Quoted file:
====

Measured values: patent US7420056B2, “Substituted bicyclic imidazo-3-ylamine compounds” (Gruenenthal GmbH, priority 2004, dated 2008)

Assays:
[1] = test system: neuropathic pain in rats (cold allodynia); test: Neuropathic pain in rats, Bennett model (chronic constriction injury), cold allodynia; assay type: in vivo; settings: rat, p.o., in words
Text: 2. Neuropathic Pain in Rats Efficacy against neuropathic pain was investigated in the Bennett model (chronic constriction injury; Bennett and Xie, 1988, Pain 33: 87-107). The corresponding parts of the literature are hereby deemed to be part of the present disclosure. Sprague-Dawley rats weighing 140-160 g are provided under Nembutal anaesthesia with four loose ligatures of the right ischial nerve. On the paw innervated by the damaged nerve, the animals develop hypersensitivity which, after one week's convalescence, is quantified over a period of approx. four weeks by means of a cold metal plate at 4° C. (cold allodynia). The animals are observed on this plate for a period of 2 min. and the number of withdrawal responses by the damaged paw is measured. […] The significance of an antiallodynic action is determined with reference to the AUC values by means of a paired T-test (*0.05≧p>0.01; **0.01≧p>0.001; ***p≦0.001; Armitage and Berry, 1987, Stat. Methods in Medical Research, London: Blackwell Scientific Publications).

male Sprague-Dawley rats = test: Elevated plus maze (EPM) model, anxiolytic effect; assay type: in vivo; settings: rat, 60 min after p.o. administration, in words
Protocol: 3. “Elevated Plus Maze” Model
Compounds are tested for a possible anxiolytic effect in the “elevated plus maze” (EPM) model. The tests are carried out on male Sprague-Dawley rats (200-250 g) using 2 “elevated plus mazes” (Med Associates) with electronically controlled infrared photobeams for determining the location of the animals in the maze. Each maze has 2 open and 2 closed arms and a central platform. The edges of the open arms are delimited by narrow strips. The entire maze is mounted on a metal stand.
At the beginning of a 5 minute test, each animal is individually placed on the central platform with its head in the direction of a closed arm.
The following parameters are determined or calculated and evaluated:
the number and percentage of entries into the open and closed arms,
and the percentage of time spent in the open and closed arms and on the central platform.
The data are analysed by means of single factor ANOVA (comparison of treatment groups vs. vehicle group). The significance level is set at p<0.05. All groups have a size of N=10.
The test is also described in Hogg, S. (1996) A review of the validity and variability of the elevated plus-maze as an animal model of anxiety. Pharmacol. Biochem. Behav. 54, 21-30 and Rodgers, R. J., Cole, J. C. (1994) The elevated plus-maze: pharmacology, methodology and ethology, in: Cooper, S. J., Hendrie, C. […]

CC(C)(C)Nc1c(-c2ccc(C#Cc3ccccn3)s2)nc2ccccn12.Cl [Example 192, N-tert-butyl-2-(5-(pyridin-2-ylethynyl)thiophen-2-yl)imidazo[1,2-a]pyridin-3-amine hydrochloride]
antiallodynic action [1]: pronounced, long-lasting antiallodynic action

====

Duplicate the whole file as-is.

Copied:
Measured values: patent US7420056B2, “Substituted bicyclic imidazo-3-ylamine compounds” (Gruenenthal GmbH, priority 2004, dated 2008)

Assays:
[1] = test system: neuropathic pain in rats (cold allodynia); test: Neuropathic pain in rats, Bennett model (chronic constriction injury), cold allodynia; assay type: in vivo; settings: rat, p.o., in words
Text: 2. Neuropathic Pain in Rats Efficacy against neuropathic pain was investigated in the Bennett model (chronic constriction injury; Bennett and Xie, 1988, Pain 33: 87-107). The corresponding parts of the literature are hereby deemed to be part of the present disclosure. Sprague-Dawley rats weighing 140-160 g are provided under Nembutal anaesthesia with four loose ligatures of the right ischial nerve. On the paw innervated by the damaged nerve, the animals develop hypersensitivity which, after one week's convalescence, is quantified over a period of approx. four weeks by means of a cold metal plate at 4° C. (cold allodynia). The animals are observed on this plate for a period of 2 min. and the number of withdrawal responses by the damaged paw is measured. […] The significance of an antiallodynic action is determined with reference to the AUC values by means of a paired T-test (*0.05≧p>0.01; **0.01≧p>0.001; ***p≦0.001; Armitage and Berry, 1987, Stat. Methods in Medical Research, London: Blackwell Scientific Publications).

male Sprague-Dawley rats = test: Elevated plus maze (EPM) model, anxiolytic effect; assay type: in vivo; settings: rat, 60 min after p.o. administration, in words
Protocol: 3. “Elevated Plus Maze” Model
Compounds are tested for a possible anxiolytic effect in the “elevated plus maze” (EPM) model. The tests are carried out on male Sprague-Dawley rats (200-250 g) using 2 “elevated plus mazes” (Med Associates) with electronically controlled infrared photobeams for determining the location of the animals in the maze. Each maze has 2 open and 2 closed arms and a central platform. The edges of the open arms are delimited by narrow strips. The entire maze is mounted on a metal stand.
At the beginning of a 5 minute test, each animal is individually placed on the central platform with its head in the direction of a closed arm.
The following parameters are determined or calculated and evaluated:
the number and percentage of entries into the open and closed arms,
and the percentage of time spent in the open and closed arms and on the central platform.
The data are analysed by means of single factor ANOVA (comparison of treatment groups vs. vehicle group). The significance level is set at p<0.05. All groups have a size of N=10.
The test is also described in Hogg, S. (1996) A review of the validity and variability of the elevated plus-maze as an animal model of anxiety. Pharmacol. Biochem. Behav. 54, 21-30 and Rodgers, R. J., Cole, J. C. (1994) The elevated plus-maze: pharmacology, methodology and ethology, in: Cooper, S. J., Hendrie, C. […]

CC(C)(C)Nc1c(-c2ccc(C#Cc3ccccn3)s2)nc2ccccn12.Cl [Example 192, N-tert-butyl-2-(5-(pyridin-2-ylethynyl)thiophen-2-yl)imidazo[1,2-a]pyridin-3-amine hydrochloride]
antiallodynic action [1]: pronounced, long-lasting antiallodynic action